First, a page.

For facilitating women's greater transition to higher and decision-making positions, a level playing field needs to be created along with nurturing a firm conviction that women have equal capability to undertake all responsibilities that men can take. Needless to say, existing biases and prejudices work against women's advancement in society. Often it is wrongly assumed that women would not be able to bear the responsibility or take up new roles which act as great barriers to bringing out women's full potential, abilities and talents. It shows that larger recruitment of women in the labour market is not enough, they must also be provided with equal opportunities.

In our society, the culture of valuing women's ideas is nearly absent not only within households, but in workplaces too. Often women's ideas are undervalued; female's voices are not heard until a man says the same thing -- may be in a louder and stronger voice. This undermines the confidence of females in work; not the lack of ideas or the willingness to work.

A critical challenge that women face is to make the right balance between work and family needs. This calls for introducing flexible working arrangements wherever possible, such that women can continue to remain in the labour market. Gender issues are not exclusively women's issues; men also need mentoring on gender sensitivity so that they can learn what they need to do to enhance opportunities for women's participation in the labour force.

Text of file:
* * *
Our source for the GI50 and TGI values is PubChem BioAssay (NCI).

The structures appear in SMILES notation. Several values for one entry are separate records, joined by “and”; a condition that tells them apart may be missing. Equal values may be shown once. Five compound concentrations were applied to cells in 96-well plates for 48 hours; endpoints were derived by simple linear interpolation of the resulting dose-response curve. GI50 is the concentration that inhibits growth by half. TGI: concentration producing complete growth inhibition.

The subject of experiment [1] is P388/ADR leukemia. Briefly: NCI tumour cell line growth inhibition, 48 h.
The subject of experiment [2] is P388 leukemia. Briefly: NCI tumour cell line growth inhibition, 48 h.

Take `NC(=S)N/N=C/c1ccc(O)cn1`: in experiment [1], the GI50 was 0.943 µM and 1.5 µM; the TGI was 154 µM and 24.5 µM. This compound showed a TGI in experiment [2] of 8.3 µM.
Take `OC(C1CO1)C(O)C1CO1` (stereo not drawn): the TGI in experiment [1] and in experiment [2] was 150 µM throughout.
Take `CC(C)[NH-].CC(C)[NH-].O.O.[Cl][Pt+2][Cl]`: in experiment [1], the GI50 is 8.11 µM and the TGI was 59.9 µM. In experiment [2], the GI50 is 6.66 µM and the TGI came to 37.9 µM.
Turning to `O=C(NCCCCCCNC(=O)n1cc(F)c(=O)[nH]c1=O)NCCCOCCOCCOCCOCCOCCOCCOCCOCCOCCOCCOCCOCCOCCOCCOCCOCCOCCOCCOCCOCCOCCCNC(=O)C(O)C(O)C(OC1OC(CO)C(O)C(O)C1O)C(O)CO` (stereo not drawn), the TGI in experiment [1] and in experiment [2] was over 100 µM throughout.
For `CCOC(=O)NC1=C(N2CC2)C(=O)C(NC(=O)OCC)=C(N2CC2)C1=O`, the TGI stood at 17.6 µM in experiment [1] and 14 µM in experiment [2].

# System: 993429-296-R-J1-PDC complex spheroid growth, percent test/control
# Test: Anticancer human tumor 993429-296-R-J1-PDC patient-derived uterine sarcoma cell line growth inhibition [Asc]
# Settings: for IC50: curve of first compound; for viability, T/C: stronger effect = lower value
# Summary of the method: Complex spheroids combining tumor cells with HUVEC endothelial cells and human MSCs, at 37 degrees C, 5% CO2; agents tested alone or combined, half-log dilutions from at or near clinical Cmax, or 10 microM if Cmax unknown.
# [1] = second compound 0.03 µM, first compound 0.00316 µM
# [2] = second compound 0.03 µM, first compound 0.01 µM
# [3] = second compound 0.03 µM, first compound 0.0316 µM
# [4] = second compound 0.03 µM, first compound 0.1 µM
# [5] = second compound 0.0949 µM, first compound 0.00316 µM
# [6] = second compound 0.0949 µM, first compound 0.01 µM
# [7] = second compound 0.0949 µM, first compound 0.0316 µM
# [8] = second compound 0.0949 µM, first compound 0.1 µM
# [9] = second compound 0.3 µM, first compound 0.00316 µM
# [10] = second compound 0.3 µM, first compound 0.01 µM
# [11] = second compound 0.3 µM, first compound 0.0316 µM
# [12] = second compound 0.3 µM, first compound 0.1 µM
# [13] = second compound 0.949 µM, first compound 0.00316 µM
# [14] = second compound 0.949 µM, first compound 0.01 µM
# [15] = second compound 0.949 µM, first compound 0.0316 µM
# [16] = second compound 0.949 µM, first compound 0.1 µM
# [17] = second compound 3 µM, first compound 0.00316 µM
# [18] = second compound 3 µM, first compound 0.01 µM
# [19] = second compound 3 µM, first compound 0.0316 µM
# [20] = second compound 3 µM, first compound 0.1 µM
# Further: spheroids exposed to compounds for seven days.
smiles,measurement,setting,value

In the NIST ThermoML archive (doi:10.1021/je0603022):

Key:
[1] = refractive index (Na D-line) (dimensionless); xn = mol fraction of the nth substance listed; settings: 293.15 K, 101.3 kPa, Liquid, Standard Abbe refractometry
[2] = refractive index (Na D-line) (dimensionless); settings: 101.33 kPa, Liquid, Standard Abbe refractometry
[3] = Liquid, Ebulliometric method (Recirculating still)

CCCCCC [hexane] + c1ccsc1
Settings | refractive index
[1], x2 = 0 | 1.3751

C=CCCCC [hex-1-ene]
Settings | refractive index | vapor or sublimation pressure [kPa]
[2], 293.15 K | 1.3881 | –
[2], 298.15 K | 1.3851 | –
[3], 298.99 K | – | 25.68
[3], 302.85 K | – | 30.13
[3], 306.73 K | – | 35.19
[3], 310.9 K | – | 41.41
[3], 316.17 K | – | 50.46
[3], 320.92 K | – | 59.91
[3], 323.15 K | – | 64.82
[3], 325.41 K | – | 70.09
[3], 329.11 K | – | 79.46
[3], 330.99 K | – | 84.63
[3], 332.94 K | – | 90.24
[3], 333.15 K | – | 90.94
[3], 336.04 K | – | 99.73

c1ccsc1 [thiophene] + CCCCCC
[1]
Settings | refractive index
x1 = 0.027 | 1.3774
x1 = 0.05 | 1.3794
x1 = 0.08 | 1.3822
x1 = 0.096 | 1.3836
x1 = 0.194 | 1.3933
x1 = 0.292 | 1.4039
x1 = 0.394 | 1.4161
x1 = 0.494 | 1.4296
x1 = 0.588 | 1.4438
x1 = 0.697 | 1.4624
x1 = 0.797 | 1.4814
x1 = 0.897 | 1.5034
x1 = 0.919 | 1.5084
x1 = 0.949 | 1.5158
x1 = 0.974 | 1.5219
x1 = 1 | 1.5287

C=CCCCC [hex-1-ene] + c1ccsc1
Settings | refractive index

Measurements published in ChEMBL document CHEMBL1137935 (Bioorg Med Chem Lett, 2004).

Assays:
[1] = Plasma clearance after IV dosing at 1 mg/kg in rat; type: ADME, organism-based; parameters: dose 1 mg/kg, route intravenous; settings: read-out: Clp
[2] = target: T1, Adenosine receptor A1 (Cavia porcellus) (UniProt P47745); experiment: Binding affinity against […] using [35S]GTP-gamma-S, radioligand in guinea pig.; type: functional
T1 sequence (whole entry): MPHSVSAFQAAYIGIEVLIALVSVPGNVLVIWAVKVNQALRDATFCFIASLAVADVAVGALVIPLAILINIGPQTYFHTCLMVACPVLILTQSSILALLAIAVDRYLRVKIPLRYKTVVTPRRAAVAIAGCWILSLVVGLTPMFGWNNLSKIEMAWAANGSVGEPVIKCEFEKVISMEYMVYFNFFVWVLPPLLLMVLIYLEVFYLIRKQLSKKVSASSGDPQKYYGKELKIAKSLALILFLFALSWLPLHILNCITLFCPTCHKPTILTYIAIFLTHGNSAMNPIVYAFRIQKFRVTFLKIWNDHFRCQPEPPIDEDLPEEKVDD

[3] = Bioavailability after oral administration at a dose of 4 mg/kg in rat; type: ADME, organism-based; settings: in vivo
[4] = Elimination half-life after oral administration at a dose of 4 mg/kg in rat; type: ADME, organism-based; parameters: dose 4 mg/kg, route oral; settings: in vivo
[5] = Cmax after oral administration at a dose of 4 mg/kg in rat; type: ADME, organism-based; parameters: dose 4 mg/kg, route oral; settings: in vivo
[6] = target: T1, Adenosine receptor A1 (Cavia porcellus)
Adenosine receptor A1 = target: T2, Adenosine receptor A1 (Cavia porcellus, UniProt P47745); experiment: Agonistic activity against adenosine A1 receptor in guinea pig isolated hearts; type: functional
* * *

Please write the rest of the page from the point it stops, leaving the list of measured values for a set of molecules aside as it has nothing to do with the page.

Education plays a critical role in determining the nature of employment taken up by women. Education raises the reservation wage and changes the preferences of women jobseekers. Women's education also needs to expand beyond the secondary level for their participation in the labour force to increase, especially if they are to work in better jobs. At higher levels of education, potential earnings act as a pull factor, helping women to overcome economic and social constraints.

In Bangladesh, women are outperforming men in schools, universities and many other activities. Then why the same will not happen at their workplaces too? No doubt this is a structural problem; but this can be overcome through right policies, a supportive environment and above all, creating a gender-balanced society where women and men work as equal partners.

Dr. Mustafa K. Mujeri is Executive Director, Institute for Inclusive Finance and Development (InM).

mujeri48@gmail.com

Share if you like